Light dependent accumulation of β-carotene enhances photo-acclimation of Euglena gracilis

Yuri Tanno, Shota Kato, Senji Takahashi, Shun Tamaki, Shinichi Takaichi, Yutaka Kodama, Kintake Sonoike, Tomoko Shinomura

Research output: Contribution to journalArticlepeer-review

5 Citations (Scopus)

Abstract

Carotenoids are essential components of photosynthetic organisms including land plants, algae, cyanobacteria, and photosynthetic bacteria. Although the light-mediated regulation of carotenoid biosynthesis, including the light/dark cycle as well as the dependence of carotenoid biosynthesis–related gene translation on light wavelength, has been investigated in land plants, these aspects have not been studied in microalgae. Here, we investigated carotenoid biosynthesis in Euglena gracilis and found that zeaxanthin accumulates in the dark. The major carotenoid species in E. gracilis, namely β-carotene, neoxanthin, diadinoxanthin and diatoxanthin, accumulated corresponding to the duration of light irradiation under the light/dark cycle, although the translation of carotenoid biosynthesis genes hardly changed. Irradiation with either blue or red-light (3 μmol photons m−2 s−1) caused a 1.3-fold increase in β-carotene content compared with the dark control. Blue-light irradiation (300 μmol photons m−2 s−1) caused an increase in the cellular content of both zeaxanthin and all trans-diatoxanthin, and this increase was proportional to blue-light intensity. In addition, pre-irradiation with blue-light of 3 or 30 μmol photons m−2 s−1 enhanced the photosynthetic activity and tolerance to high-light stress. These findings suggest that the accumulation of β-carotene is regulated by the intensity of light, which may contribute to the acclimation of E. gracilis to the light environment in day night conditions.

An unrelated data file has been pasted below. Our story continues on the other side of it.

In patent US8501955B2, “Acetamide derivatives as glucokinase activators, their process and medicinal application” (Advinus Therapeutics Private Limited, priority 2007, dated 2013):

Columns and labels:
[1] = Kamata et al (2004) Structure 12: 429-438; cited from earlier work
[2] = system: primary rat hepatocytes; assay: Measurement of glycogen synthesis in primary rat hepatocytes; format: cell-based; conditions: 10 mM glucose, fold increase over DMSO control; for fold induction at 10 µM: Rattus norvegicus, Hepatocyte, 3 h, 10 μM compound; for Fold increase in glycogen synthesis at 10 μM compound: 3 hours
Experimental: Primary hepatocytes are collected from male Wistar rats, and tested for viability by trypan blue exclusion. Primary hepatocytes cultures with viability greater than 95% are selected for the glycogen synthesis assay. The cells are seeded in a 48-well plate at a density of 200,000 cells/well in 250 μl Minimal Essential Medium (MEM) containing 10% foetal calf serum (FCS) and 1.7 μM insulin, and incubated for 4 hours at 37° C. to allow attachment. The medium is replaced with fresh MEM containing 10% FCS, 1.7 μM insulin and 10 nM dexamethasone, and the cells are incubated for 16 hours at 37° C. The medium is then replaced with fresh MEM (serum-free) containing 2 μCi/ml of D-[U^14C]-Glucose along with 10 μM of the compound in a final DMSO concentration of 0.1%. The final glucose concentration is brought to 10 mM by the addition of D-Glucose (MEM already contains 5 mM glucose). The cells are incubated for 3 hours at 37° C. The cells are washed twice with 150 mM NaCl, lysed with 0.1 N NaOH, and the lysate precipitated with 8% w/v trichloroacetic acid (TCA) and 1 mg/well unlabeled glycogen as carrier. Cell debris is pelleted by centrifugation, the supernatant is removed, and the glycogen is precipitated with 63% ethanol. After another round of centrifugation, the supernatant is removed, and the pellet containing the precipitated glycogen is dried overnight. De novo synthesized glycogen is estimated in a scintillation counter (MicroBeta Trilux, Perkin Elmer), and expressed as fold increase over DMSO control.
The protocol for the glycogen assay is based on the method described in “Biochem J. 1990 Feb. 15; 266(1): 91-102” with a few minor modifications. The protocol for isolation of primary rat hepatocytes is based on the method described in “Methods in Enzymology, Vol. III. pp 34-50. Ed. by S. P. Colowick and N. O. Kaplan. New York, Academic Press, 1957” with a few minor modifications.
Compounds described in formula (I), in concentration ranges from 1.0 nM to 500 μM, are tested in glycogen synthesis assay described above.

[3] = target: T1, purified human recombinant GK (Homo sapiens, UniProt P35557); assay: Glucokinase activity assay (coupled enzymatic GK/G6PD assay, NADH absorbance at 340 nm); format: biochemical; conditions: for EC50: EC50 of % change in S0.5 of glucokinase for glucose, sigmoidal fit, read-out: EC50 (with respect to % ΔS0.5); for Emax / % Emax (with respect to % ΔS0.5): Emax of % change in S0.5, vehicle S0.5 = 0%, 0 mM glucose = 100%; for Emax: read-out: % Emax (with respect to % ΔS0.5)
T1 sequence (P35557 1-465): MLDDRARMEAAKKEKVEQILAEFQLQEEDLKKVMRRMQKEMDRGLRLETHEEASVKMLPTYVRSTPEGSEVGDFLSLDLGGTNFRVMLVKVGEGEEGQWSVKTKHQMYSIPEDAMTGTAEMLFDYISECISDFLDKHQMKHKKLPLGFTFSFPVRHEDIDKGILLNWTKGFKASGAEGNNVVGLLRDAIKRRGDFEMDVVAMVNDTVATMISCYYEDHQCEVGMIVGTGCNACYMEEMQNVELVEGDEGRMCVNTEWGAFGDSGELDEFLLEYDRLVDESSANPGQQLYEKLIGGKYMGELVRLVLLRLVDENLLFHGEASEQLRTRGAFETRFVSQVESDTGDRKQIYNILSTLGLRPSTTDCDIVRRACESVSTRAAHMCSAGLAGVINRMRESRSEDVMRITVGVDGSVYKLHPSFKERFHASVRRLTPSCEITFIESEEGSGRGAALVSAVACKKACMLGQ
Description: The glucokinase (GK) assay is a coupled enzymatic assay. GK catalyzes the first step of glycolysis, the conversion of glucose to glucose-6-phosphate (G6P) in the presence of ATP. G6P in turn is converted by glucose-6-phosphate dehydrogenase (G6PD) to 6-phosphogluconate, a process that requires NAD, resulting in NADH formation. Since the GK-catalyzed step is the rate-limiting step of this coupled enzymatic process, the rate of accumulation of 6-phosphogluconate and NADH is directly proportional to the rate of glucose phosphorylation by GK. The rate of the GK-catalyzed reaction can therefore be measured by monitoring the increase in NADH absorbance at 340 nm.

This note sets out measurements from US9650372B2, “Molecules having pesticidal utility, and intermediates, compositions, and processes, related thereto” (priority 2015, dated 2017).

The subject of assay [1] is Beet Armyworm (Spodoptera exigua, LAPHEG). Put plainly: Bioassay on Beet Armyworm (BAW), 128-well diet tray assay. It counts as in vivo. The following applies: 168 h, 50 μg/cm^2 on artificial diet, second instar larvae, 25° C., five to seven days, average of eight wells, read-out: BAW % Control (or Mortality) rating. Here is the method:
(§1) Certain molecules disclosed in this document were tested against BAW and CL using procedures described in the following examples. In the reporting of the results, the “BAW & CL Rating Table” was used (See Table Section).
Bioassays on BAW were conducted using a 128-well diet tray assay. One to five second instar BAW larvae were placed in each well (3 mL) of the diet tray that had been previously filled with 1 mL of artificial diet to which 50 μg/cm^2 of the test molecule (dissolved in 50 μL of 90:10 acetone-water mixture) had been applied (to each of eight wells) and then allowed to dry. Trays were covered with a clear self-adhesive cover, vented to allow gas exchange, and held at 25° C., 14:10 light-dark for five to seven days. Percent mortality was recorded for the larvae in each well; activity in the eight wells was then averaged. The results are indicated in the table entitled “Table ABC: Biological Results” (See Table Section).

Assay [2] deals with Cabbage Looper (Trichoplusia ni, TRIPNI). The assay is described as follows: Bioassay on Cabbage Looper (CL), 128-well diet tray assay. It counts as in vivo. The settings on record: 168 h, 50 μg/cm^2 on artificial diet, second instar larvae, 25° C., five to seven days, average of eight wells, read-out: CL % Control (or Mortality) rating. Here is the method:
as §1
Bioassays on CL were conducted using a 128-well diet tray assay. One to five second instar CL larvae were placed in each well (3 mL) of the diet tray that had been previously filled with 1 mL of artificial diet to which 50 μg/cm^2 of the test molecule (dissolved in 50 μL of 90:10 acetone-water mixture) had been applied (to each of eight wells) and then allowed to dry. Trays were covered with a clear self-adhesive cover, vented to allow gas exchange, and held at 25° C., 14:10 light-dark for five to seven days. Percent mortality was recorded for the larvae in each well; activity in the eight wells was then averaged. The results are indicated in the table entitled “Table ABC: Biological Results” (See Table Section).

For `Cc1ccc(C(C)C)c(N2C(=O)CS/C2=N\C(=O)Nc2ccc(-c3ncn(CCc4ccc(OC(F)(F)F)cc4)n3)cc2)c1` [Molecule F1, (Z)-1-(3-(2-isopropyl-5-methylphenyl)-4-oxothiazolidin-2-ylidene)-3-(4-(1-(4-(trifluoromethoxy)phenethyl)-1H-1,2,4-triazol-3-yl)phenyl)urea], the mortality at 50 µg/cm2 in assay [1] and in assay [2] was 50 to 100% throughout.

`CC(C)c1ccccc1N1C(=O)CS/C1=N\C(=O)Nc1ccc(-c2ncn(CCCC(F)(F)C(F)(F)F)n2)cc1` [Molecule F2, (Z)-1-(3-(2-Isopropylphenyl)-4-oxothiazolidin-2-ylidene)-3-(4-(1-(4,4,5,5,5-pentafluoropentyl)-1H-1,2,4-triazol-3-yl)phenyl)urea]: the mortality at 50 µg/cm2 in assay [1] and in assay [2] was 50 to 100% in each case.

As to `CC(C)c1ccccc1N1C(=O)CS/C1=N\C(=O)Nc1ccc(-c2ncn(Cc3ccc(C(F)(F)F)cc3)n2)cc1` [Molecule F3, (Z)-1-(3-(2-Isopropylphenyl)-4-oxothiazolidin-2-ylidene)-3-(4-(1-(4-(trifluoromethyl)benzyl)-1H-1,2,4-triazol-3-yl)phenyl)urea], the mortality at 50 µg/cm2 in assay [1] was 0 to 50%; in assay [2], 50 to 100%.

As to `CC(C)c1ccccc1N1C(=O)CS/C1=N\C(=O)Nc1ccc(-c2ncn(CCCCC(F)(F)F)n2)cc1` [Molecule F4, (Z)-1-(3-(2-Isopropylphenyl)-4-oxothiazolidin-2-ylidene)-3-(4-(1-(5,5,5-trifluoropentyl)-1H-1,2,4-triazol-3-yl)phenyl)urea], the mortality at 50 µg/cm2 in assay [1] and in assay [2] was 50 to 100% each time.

Original languageEnglish
Article number111950
JournalJournal of Photochemistry and Photobiology B: Biology
Volume209
DOIs
Publication statusPublished - 2020 Aug

Keywords

  • Blue light
  • Carotenoid
  • Photo-acclimation
  • Photosynthesis
  • Red light

ASJC Scopus subject areas

  • Radiation
  • Radiological and Ultrasound Technology
  • Biophysics
  • Radiology Nuclear Medicine and imaging

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